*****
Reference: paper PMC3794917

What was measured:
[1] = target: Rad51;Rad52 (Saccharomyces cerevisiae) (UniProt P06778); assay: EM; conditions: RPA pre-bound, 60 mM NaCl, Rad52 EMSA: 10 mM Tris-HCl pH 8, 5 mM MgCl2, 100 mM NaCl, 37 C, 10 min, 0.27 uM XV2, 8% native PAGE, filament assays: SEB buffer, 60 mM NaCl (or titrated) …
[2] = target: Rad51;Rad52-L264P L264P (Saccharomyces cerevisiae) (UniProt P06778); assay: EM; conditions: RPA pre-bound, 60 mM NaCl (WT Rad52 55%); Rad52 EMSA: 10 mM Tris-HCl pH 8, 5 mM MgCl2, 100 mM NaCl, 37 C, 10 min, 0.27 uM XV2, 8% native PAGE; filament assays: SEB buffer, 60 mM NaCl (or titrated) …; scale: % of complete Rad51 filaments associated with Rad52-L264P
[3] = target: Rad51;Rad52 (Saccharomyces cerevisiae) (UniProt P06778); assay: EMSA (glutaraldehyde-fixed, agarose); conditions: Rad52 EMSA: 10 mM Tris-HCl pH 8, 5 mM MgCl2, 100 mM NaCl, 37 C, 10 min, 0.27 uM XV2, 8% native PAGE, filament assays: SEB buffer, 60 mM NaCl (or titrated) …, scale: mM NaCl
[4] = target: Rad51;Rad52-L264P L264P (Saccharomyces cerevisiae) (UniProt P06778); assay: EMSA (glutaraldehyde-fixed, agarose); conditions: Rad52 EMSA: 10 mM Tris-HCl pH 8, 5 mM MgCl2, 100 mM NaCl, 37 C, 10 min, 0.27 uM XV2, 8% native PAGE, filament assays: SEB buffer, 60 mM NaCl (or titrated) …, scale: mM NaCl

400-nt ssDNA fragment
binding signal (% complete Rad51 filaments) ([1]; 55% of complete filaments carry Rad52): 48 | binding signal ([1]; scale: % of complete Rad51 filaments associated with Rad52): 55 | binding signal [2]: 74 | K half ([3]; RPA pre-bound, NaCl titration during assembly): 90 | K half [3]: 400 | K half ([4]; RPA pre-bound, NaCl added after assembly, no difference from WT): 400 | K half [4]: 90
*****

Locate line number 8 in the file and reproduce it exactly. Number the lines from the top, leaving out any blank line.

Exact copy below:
binding signal (% complete Rad51 filaments) ([1]; 55% of complete filaments carry Rad52): 48 | binding signal ([1]; scale: % of complete Rad51 filaments associated with Rad52): 55 | binding signal [2]: 74 | K half ([3]; RPA pre-bound, NaCl titration during assembly): 90 | K half [3]: 400 | K half ([4]; RPA pre-bound, NaCl added after assembly, no difference from WT): 400 | K half [4]: 90